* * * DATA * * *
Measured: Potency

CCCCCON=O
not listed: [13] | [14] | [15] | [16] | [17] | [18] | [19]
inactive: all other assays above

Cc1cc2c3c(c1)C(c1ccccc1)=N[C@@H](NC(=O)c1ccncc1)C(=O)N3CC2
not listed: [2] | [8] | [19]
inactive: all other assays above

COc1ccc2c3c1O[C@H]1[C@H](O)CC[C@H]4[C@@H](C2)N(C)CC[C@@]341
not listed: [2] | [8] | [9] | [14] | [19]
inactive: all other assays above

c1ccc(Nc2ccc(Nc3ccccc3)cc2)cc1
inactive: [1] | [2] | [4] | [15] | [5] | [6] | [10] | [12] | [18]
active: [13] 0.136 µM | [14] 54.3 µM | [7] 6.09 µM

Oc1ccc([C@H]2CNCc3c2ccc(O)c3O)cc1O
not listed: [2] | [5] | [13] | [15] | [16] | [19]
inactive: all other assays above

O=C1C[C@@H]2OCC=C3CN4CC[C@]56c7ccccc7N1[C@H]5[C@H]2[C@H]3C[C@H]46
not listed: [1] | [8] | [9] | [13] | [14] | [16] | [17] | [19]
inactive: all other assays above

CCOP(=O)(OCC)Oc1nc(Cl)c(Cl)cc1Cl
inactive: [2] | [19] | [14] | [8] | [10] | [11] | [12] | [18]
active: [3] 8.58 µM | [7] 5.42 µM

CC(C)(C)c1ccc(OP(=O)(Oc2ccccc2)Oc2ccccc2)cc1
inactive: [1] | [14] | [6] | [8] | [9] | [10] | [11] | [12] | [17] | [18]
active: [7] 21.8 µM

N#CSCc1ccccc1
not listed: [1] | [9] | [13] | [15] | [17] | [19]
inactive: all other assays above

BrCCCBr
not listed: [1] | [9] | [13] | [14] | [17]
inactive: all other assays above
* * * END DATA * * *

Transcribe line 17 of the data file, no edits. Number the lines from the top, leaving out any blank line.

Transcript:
O=C1C[C@@H]2OCC=C3CN4CC[C@]56c7ccccc7N1[C@H]5[C@H]2[C@H]3C[C@H]46